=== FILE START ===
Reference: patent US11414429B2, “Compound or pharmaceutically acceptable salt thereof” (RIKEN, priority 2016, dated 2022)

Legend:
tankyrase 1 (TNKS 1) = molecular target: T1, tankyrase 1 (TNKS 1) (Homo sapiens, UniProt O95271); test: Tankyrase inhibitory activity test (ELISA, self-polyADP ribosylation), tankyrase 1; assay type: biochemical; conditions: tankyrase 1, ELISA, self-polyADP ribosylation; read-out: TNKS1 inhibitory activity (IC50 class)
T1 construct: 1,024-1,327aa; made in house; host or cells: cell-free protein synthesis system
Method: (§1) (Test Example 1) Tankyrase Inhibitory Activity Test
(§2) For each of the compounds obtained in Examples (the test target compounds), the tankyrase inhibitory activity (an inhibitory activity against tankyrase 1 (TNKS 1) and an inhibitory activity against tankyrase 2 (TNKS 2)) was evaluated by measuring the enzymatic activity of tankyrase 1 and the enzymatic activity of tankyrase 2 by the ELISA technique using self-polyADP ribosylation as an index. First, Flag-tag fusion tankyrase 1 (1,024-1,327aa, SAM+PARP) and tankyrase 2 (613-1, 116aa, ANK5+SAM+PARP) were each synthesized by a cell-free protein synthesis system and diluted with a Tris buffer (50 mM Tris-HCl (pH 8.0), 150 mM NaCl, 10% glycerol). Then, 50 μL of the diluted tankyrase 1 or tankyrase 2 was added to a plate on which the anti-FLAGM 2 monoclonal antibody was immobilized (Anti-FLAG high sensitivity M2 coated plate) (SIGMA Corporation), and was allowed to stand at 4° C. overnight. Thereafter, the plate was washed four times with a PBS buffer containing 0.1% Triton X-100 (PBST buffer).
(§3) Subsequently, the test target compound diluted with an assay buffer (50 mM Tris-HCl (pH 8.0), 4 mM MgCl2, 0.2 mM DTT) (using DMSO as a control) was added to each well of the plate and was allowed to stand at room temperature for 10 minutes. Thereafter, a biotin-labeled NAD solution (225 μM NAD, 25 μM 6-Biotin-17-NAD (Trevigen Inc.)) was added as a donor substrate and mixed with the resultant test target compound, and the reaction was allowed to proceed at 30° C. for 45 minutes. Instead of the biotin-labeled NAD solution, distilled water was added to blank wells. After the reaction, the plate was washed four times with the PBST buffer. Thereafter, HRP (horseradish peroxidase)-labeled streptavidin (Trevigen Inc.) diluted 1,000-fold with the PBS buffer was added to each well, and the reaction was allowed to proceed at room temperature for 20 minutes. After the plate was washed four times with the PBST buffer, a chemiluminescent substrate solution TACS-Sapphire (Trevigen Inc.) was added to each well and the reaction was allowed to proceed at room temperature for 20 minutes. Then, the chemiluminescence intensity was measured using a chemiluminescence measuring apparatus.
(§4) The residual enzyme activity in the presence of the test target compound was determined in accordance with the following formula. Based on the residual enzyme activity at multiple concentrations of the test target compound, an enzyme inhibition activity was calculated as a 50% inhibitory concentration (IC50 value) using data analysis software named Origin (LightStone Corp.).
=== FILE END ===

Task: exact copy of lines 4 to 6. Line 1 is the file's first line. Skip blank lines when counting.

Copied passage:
T1 construct: 1,024-1,327aa; made in house; host or cells: cell-free protein synthesis system
Method: (§1) (Test Example 1) Tankyrase Inhibitory Activity Test
(§2) For each of the compounds obtained in Examples (the test target compounds), the tankyrase inhibitory activity (an inhibitory activity against tankyrase 1 (TNKS 1) and an inhibitory activity against tankyrase 2 (TNKS 2)) was evaluated by measuring the enzymatic activity of tankyrase 1 and the enzymatic activity of tankyrase 2 by the ELISA technique using self-polyADP ribosylation as an index. First, Flag-tag fusion tankyrase 1 (1,024-1,327aa, SAM+PARP) and tankyrase 2 (613-1, 116aa, ANK5+SAM+PARP) were each synthesized by a cell-free protein synthesis system and diluted with a Tris buffer (50 mM Tris-HCl (pH 8.0), 150 mM NaCl, 10% glycerol). Then, 50 μL of the diluted tankyrase 1 or tankyrase 2 was added to a plate on which the anti-FLAGM 2 monoclonal antibody was immobilized (Anti-FLAG high sensitivity M2 coated plate) (SIGMA Corporation), and was allowed to stand at 4° C. overnight. Thereafter, the plate was washed four times with a PBS buffer containing 0.1% Triton X-100 (PBST buffer).